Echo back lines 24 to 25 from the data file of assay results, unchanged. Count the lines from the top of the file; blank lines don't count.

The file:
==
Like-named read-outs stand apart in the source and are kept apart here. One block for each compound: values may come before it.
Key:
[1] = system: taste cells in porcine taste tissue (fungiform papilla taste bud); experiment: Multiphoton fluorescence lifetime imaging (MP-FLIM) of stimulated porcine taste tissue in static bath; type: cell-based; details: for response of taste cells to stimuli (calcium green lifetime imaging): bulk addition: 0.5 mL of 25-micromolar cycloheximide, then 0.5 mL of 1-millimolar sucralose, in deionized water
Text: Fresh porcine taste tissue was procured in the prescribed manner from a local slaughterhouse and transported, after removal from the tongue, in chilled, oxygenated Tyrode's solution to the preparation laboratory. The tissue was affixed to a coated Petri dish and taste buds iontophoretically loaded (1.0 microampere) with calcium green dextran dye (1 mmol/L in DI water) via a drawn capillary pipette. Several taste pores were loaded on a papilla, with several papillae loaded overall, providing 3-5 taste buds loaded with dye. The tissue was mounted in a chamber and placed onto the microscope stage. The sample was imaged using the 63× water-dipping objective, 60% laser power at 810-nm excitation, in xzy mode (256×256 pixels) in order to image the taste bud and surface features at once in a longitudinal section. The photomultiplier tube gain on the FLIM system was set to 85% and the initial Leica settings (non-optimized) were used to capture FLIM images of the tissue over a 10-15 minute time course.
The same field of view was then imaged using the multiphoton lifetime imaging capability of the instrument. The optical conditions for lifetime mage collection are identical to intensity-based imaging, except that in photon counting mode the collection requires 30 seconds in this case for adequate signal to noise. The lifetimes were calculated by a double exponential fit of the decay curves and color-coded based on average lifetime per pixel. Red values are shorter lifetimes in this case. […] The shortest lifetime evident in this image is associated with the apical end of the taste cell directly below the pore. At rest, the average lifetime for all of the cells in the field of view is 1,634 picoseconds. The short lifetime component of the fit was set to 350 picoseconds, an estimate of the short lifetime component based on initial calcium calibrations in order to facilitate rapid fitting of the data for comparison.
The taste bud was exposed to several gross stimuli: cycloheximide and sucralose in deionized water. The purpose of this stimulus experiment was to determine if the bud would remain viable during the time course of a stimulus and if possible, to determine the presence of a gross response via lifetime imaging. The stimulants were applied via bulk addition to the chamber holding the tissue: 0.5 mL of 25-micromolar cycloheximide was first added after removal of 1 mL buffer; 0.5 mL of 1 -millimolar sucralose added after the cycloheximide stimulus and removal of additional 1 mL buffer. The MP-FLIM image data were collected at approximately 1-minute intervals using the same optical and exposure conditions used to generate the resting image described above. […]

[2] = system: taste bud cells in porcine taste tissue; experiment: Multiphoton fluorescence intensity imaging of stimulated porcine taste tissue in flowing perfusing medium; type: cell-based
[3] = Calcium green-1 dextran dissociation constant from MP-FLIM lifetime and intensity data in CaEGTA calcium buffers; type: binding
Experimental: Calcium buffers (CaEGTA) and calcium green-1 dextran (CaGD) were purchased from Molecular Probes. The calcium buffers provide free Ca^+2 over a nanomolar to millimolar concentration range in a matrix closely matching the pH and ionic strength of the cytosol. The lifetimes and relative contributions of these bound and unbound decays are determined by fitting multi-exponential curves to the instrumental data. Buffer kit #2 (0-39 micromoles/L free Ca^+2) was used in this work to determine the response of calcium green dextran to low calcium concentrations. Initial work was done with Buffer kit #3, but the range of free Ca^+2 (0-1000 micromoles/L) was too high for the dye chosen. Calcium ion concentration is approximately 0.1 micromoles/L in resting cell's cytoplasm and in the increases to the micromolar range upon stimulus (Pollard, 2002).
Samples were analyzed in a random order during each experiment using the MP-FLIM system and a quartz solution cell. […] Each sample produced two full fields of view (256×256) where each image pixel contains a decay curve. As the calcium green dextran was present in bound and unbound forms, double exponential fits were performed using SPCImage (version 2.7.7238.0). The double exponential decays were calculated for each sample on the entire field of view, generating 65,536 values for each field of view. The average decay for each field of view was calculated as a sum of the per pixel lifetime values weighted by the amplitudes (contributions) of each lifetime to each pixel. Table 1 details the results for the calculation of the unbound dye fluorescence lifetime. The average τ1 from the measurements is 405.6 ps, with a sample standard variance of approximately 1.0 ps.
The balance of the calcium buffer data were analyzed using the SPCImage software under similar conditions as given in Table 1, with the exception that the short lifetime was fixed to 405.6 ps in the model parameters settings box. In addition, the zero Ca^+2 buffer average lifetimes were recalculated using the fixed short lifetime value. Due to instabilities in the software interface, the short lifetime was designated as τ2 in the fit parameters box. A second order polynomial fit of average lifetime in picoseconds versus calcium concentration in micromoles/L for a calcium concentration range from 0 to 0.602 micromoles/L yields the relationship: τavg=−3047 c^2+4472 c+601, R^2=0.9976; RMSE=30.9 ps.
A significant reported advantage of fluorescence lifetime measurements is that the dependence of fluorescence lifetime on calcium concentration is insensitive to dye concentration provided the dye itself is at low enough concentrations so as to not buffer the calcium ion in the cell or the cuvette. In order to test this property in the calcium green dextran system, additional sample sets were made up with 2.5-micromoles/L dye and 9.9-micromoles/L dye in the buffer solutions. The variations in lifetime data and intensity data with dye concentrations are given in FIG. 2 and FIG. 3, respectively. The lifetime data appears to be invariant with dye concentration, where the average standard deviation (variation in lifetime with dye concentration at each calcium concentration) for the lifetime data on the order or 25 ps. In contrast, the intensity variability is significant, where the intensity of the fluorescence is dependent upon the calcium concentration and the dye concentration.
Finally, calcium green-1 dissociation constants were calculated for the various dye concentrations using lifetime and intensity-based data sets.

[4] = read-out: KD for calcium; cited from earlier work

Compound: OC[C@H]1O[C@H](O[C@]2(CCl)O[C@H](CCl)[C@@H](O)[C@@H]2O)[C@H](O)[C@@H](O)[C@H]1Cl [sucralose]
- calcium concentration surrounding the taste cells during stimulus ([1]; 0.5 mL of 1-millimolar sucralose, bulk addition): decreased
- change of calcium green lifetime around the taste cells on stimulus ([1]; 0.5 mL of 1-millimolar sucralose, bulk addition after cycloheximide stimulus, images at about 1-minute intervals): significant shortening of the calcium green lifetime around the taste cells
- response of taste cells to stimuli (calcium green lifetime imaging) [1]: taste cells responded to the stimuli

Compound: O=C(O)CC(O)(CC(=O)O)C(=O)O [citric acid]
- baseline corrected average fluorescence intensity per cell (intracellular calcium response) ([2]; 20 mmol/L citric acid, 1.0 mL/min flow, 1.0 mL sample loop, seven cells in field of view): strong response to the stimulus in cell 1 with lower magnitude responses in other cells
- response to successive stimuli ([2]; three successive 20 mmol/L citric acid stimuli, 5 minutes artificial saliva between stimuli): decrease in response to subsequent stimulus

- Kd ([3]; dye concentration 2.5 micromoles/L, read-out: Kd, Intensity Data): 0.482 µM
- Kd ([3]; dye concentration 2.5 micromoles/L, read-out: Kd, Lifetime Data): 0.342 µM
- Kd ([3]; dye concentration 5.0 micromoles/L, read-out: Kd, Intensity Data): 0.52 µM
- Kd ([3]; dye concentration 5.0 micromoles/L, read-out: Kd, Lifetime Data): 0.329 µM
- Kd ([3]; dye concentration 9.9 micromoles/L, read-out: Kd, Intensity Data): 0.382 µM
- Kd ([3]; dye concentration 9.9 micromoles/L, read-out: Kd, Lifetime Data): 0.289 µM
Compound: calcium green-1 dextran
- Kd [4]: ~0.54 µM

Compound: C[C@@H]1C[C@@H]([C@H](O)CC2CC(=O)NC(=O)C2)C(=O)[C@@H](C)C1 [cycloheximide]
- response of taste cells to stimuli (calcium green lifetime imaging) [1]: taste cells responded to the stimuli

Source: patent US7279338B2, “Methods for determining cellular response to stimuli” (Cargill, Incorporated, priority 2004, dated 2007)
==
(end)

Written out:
- Kd ([3]; dye concentration 5.0 micromoles/L, read-out: Kd, Intensity Data): 0.52 µM
- Kd ([3]; dye concentration 5.0 micromoles/L, read-out: Kd, Lifetime Data): 0.329 µM